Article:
fiction and people with Asperger Syndrome
Fiction offers people with Asperger Syndrome unique challenges.

The value of reading fiction for people with Asperger Syndrome is that reading this genre offers them the opportunity to improve non-verbal skills, in spite of the fact that some people with Asperger Syndrome do not enjoy reading fictional books. However, they may find comfort and interest in reading about characters with the same personality traits and facing similar challenges.   Reading fiction requires some of the same non-verbal skills needed to successfully navigate social situtations, the ability to read non-verbal cues. In spite of the problems that may exist for the Aspie’s population, reading fiction has value.   Helping people with Asperger syndrome learn to make connections and read non-verbal cues, even in written work, is important and can help them improve their non-verbal language skills.

In addition, to finding commonality in characters with Asperger like symptoms reading fiction is also a great way to help kids and adults with Asperger Syndrome understand their own challenges. As a parent, reading fiction with your child is a great way to initiate a conversation about  social situations or to illict their perspective on their social challenges. Like or not reading fiction has value for people with Asperger syndrome.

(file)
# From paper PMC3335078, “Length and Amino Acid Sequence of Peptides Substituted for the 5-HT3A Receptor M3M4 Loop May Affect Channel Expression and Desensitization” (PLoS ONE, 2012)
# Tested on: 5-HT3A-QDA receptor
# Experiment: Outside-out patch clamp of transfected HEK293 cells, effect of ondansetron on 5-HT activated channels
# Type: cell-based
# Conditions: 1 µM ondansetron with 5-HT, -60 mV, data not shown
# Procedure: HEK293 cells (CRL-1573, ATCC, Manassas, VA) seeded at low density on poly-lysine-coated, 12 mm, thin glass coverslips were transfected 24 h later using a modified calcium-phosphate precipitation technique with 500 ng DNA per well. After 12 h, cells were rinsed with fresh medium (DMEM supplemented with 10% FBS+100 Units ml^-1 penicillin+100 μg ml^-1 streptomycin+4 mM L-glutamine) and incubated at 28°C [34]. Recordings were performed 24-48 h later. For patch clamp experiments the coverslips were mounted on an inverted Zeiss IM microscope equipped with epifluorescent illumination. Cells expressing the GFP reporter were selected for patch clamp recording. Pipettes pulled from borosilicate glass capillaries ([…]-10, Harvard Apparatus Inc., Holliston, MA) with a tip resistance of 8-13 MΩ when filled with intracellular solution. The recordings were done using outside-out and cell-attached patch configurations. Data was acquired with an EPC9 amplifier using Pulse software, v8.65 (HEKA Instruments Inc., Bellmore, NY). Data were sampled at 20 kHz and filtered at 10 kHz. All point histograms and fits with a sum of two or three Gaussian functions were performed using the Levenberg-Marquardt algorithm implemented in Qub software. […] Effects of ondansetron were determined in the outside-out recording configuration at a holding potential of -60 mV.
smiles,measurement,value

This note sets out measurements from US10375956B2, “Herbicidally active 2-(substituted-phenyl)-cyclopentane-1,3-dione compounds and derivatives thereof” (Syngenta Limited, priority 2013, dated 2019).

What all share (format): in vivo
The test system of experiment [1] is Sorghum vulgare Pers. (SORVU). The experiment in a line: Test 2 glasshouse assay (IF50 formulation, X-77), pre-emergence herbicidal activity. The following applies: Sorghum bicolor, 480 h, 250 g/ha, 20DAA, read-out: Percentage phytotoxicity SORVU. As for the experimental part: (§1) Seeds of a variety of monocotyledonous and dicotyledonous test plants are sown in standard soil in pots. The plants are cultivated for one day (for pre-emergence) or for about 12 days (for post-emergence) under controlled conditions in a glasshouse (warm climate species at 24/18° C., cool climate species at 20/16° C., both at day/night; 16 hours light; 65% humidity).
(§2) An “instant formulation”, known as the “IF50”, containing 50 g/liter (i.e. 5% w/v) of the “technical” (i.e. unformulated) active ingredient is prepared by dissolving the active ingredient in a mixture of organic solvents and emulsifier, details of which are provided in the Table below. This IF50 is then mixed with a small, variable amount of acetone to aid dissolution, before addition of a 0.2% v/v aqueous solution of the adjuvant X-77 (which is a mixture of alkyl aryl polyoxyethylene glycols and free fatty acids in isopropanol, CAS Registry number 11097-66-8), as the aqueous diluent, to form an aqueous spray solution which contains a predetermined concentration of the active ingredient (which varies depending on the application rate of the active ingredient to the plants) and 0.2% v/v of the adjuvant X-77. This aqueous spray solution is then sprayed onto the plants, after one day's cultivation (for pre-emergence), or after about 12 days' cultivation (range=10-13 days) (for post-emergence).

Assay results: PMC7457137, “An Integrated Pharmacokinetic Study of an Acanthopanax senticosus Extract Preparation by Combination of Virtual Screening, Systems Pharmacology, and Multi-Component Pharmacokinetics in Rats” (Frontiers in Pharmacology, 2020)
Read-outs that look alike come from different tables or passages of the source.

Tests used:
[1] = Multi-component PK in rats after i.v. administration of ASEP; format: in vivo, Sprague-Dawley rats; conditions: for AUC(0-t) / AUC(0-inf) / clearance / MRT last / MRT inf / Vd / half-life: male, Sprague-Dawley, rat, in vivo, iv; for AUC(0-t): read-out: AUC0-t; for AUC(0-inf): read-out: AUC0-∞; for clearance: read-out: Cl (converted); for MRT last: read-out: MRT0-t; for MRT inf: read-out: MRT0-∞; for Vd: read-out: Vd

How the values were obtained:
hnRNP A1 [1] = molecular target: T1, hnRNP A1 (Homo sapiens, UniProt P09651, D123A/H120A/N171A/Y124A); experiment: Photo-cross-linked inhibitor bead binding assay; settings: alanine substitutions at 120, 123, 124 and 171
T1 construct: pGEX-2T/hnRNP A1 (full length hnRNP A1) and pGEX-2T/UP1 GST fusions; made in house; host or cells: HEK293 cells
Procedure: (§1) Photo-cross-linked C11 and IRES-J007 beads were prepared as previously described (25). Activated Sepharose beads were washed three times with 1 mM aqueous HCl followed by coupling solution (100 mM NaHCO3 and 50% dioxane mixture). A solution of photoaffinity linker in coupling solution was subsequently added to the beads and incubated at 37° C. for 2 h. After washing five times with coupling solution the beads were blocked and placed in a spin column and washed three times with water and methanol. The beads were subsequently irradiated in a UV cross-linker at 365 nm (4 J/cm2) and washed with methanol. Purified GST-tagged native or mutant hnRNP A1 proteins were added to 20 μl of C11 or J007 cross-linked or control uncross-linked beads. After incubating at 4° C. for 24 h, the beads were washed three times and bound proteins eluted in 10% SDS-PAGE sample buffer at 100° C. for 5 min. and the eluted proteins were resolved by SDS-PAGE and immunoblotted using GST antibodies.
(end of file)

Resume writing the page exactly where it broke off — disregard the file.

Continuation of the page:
Fiction with Aspie-like characters:

The London Eye Mystery by, Siobhan Dowd

The Curious Incident of the Dog in the Night-time by, Kathy Hoopmann

Blue Bottle Mystery by, Kochka

The Boy Who Ate Stars by, Caroline Lawrence

The Charioteer of Delphi by, Celia Rees

-Truth or Dare by, Rick Riordan

-Dragon’s Rock by, Geraldine McCaughrean

-The White Darkness, by Siobhan Parkinson

Blue Like Friday by, Kate Thompson

End of Summer by  Michael Potts

Harmonic Feedback by Tara Kelly

Mockingbird by Kathryn Erskine

Delightfully Different by D.S. Walker

Remember Dippy by Shirley Reva Vernick


Giles, A. (2007, July 6). The best Aspie fiction. Retrieved April 27, 2015, from

Stuff Asperger People Like. (2008, July 28). Retrieved April 27, 2015, from

D’Entremont, Lorna. “Five Young Adults Fiction Books Featuring Characters with   Autism.” Friendship Circle Special Needs Blog. N.p., June-July 2014. Web. 29 Apr. 2015.

“Score.” Autism in Fiction (116 Books). N.p., n.d. Web. 29 Apr. 2015.

Published by Kai Long

Kai currently lives in MA and is interested in collaborating with others to develop a deeper understanding of our speech and language needs.